Reading guide for The Antidote by Oliver Burkeman

Summary |  Excerpt |  Reading Guide |  Reviews |  Beyond the Book |  Readalikes |  Genres & Themes |  Author Bio

The Antidote

Happiness for People Who Can't Stand Positive Thinking

by Oliver Burkeman

The Antidote by Oliver Burkeman X
The Antidote by Oliver Burkeman
  • Critics' Opinion:

    Readers' Opinion:

     Not Yet Rated
  • First Published:
    Nov 2012, 256 pages
    Paperback:
    Nov 2013, 256 pages

  • Rate this book


Book Reviewed by:
Stacey Brownlie
Buy This Book

About this Book

Reading Guide Questions Print Excerpt

Please be aware that this discussion guide may contain spoilers!

  1. When you first read about the "negative path" and Alan Watts's "backwards law" in chapter 1, did you find yourself agreeing or disagreeing with Oliver Burkeman that these might be more sensible strategies for happiness than positive thinking? Have you ever experienced a failure that turned into a success when you stopped pushing yourself to achieve a goal?
  2. In chapter 2, Burkeman writes, "For the Stoics, the ideal state of mind was tranquility...to be achieved not by strenuously chasing after enjoyable experiences but by cultivating a kind of calm indifference towards one's circumstances." In chapter 6, Burkeman visits Kibera, a slum in Nairobi, Kenya, where a woman tells him, "The things you need for happiness aren't the things you think you need." If a Stoic philosopher or a resident of Kibera were to speak at a Get Motivated! seminar, what might they have to say about insecurity and uncertainty that Dr. Robert Schuller wouldn't want his audience to hear?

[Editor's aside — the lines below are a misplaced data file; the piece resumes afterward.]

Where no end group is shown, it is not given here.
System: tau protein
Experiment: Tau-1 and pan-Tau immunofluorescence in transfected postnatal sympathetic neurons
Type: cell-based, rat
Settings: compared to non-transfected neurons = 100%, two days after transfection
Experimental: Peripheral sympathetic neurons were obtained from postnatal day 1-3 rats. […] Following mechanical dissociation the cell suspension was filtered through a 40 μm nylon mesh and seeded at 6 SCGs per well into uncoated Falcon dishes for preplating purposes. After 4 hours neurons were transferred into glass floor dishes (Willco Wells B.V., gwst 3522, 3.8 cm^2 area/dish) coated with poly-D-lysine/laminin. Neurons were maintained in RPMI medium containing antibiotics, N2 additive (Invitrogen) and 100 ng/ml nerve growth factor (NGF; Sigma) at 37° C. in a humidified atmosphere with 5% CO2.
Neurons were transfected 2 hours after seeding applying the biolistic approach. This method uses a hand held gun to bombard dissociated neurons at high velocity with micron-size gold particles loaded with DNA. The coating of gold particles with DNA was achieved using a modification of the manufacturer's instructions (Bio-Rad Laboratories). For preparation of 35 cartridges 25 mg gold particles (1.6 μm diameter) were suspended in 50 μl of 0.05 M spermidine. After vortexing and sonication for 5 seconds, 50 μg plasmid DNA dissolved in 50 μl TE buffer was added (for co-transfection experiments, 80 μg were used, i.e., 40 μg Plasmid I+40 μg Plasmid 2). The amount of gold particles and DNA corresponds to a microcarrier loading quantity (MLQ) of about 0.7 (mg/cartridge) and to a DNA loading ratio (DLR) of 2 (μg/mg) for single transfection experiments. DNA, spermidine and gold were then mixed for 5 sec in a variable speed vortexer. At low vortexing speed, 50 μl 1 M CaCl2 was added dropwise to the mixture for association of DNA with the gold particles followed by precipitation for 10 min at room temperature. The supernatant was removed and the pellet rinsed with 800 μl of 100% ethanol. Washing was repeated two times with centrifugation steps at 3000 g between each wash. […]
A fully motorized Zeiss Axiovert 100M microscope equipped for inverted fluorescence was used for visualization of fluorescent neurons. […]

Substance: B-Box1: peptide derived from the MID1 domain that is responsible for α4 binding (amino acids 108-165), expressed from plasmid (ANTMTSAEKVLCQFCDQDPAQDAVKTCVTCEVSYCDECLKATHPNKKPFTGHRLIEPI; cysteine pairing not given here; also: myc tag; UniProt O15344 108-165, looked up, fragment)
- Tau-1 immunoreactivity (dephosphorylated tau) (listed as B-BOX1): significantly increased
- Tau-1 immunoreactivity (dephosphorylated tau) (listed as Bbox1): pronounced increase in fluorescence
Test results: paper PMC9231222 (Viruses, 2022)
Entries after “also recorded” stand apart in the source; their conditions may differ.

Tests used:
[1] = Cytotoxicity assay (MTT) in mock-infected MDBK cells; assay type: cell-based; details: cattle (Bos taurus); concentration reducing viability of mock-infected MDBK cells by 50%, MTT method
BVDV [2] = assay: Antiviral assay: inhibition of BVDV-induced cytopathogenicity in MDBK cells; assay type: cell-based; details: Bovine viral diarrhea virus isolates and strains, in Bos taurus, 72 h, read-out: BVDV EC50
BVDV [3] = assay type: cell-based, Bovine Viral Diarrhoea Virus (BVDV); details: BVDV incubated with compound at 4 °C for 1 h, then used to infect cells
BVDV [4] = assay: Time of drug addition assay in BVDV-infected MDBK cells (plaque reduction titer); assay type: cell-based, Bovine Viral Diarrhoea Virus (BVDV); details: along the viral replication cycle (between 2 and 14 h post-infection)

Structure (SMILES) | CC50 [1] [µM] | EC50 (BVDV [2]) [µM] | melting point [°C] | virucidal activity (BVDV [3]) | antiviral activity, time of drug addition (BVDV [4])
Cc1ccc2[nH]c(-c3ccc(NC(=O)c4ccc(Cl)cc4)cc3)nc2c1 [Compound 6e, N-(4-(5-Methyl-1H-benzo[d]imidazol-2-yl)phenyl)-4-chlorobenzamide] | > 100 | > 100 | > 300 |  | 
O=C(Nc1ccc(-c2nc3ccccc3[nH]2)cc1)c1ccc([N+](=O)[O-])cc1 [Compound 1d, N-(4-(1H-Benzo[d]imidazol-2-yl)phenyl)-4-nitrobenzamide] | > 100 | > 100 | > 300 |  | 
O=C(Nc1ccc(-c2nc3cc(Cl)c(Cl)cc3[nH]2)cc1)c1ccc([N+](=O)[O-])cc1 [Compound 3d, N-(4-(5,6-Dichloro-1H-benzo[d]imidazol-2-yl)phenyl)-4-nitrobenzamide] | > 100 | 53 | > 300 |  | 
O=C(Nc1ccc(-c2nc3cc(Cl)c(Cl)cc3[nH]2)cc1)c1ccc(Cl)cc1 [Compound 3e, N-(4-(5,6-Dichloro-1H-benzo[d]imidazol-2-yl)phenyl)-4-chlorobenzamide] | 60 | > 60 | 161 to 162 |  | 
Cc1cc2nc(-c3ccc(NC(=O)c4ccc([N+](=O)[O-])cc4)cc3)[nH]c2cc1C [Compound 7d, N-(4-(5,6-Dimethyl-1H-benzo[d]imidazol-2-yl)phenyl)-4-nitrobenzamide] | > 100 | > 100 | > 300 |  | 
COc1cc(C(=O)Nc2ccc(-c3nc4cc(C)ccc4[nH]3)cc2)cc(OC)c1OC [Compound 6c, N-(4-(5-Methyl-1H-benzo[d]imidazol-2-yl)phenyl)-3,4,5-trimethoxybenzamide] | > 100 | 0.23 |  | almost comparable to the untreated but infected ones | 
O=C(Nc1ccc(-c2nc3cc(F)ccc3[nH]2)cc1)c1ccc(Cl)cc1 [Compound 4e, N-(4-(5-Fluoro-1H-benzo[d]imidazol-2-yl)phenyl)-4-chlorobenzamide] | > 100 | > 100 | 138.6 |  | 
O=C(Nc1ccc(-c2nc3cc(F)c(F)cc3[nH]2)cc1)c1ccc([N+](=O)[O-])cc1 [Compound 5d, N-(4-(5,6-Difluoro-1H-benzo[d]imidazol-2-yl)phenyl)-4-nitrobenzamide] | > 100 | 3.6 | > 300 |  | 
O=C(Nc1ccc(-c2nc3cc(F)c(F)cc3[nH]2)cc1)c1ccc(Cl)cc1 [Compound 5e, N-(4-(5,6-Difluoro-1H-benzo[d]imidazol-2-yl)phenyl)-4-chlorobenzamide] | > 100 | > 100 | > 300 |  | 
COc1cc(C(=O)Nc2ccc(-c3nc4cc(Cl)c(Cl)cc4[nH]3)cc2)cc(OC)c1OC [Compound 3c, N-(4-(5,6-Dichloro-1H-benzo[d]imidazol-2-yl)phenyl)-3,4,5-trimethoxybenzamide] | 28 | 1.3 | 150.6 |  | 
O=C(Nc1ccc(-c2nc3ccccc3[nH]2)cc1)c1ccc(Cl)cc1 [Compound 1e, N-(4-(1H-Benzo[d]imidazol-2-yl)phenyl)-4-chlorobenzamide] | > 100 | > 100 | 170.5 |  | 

3. When Burkeman visits the modern-day Stoic Keith Seddon and his wife Jocelyn at their home, Jocelyn describes her debilitating illness as a "dark gift." What is your dark gift? What insights and experiences has it given you that you might not have had without it?
  4. In chapter 3, Burkeman cites the Zen Buddhist Barry Magid's view of the tragedy of Oedipus as the backwards law in mythological form: struggling to escape our demons is what gives them their power. What are other examples of this from fiction, history, recent events, or your own life?
  5. Burkeman makes a case for Buddhist "non-attachment" as a key component of the negative path to happiness. Do you agree that it is usually pointless to attempt to change "mental weather"? Or are you inclined to think that we can control or even force our moods and behaviors?
  6. Burkeman posits that if self-help books actually worked, there would be no need for new self-help books. In chapter 3, he uses procrastination as an example of a behavior that motivational techniques fail to change. Why, according to Burkeman, is Buddhist non-attachment a more helpful tool for overcoming procrastination than tactics like creating lists of goals or systems of rewards?
  7. Chapter 4 explores why setting goals can be a counterproductive or even destructive practice. The story of the 1996 disaster on Mount Everest, where eight climbers died reaching the summit, makes a compelling argument. What are some of the reasons that the stronger one's emotional investment in a goal, the greater the potential for something to go wrong? Have you ever experienced "summit fever"? What were the results?